In a world where time is always of the essence, I thought I should include a short version of why I don’t want Hillary Clinton to take the Democratic nomination. Those interested can certainly navigate to the long version for a full breakdown. What follows is a brief summary of my concerns about the Clinton campaign for the Presidency. I offer this because I believe many people are inclined to vote for Hillary simply because she is a woman, and because I also believe many people are voting for what is an admirable goal without sound logic. It is because this is a historic election that we are all so passionate about it. But as Americans, we have an obligation to know what we’re being passionate about and to do so not because of who the candidate is, but because of what they stand for.
1. Hillary claims to be a “Champion for Women” but has no plans to increase the number of women in underrepresented fields like science and math, clearly believes that enough employers are deliberately paying women unequal wages than men when in reality women tend to enter low-wage professions and is industries–not companies–that need to be addressed, and believes that “women’s rights” is wrapped around access to birth control and abortion without regard to those women who don’t necessarily feel the same way. She also believes that supporting programs to increase the number of women who own businesses is enough when many of us have no desire to own business. We want to be paid what we’re worth.
2. Hillary claims to be an advocate for improving education, but proudly admits to being a champion of No Child Left Behind–the single worst education legislation in American history. In one place she says she will “end” the mandate, in another that she will “reform” it, and in both cases makes clear that she believes funding is the primary issue with this legislation when it absolutely is not.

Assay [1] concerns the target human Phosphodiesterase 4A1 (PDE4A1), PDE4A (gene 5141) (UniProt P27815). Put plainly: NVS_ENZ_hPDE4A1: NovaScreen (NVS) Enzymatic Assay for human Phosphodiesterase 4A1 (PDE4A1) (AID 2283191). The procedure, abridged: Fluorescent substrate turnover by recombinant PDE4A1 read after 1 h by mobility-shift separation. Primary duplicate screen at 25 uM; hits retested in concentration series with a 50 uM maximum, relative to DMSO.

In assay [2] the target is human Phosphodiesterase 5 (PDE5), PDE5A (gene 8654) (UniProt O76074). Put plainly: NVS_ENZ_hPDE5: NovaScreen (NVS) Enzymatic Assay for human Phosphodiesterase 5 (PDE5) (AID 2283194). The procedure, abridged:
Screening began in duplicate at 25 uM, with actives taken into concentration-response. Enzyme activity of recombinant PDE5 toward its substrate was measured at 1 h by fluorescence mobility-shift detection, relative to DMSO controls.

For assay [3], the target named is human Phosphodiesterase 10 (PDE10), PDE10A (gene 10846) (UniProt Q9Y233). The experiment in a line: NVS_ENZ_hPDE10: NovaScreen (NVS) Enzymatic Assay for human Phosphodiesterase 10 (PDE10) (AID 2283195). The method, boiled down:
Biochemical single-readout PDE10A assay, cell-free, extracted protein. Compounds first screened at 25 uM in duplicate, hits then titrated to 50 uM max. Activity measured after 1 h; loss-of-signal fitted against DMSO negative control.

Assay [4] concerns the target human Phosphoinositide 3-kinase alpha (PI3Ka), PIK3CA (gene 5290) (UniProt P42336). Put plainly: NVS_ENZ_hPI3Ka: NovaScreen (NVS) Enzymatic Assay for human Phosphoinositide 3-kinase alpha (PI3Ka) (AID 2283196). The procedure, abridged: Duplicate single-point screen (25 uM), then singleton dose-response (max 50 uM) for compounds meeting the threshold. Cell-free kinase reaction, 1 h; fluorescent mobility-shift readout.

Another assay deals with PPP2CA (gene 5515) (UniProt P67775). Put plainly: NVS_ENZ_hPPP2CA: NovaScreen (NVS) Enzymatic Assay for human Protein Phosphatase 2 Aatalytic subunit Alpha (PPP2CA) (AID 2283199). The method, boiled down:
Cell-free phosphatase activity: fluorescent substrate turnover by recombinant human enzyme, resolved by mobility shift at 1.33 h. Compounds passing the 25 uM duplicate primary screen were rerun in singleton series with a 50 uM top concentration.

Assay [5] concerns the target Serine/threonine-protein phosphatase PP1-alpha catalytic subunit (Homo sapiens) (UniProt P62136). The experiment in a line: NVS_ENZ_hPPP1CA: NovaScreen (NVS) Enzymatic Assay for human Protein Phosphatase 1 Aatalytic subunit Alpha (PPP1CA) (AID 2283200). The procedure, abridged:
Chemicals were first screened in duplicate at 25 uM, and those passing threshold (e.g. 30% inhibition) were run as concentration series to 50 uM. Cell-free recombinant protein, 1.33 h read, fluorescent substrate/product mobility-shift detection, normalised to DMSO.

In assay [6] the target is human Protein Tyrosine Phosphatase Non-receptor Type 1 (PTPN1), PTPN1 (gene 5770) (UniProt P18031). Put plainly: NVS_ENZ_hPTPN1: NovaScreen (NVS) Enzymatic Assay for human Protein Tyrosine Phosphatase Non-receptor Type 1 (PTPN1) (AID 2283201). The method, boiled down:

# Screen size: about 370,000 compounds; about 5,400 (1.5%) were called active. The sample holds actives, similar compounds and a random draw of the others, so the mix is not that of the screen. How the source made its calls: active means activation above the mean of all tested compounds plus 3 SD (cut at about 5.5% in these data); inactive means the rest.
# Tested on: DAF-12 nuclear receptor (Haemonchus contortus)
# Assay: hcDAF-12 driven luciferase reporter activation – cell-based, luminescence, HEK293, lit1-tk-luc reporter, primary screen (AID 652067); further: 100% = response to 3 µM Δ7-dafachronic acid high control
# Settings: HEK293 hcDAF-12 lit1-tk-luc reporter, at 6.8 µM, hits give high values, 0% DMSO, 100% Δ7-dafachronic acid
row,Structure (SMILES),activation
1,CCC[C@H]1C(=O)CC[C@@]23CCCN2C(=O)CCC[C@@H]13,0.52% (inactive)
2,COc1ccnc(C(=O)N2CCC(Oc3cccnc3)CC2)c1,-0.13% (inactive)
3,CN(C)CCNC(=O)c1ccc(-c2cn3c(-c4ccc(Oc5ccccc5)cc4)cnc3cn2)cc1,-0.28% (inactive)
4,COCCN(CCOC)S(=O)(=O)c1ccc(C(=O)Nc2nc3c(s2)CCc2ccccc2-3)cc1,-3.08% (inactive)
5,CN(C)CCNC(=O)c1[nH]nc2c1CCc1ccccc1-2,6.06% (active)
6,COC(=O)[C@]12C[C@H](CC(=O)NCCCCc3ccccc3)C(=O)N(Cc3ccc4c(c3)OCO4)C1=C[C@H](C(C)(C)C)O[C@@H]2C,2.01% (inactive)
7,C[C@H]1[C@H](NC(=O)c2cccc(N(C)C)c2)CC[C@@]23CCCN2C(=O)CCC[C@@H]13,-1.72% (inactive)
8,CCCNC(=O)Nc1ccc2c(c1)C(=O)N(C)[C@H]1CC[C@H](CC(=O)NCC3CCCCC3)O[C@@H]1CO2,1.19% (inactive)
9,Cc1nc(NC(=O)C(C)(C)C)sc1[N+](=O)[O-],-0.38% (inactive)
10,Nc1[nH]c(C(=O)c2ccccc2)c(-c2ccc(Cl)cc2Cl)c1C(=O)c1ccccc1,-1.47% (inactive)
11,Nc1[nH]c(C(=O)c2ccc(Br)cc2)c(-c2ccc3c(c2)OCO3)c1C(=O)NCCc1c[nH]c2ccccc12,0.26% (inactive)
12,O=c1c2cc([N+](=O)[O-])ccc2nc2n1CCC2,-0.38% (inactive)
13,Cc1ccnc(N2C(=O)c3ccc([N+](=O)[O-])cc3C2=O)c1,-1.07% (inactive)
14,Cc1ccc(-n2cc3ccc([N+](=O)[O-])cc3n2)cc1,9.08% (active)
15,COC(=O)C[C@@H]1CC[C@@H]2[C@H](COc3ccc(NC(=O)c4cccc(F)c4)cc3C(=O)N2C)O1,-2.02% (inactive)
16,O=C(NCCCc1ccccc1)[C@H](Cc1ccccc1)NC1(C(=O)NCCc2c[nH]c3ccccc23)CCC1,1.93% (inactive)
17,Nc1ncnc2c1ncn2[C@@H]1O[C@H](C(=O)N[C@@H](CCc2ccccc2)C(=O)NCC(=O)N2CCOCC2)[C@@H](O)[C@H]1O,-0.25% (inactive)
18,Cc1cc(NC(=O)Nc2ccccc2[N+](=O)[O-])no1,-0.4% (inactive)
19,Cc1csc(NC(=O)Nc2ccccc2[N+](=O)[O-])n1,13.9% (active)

3. Hillary claims that more funding will increase the quality of education received by children with disabilities, but does not address the issue of under-trained professionals or the lack of accountability in the special education system.
4. Hillary claims that providing respite care for caregivers is the most important agenda item in families caring for individuals with disabilities, but does not address the need for more support to these families in self-advocacy efforts, medical care costs, or disability rights. In fact, Hillary does not address disability (or any other minority) rights at all.
5. Hillary claims that she will increase access to college, but does not account for those who cannot afford to wait for a “tax credit” in order to attend–or those who would not benefit from a tax credit anyway. Nor does she address the need for increased access to accredited continuing education programs for those who cannot afford to quit their jobs in order to attend college.
6. Hillary claims that she will increase access to health insurance, but does not address the major issues of the American health care system and does not take into account those who cannot afford to wait for a tax credit to “reimburse them” for their costs–or who would not qualify for such a tax credit. This is much worse than her access to college plan because those most likely to be uninsured are those least able to pay for it now.
7. Hillary’s plans will cost billions, but she never addresses where she plans to get all this money. Reducing trillion dollar national debt and adding billions of dollars of programs is simply not feasible by only cutting the Bush administration’s tax cuts for the rich.
Now as I said in the “long version,” there are situations in which I would vote for Hillary Clinton on the Presidential ticket. I write this the day before Super Tuesday because my hope is that she won’t be on the Presidential ticket. I hate elections where I am choosing the lesser of two evils.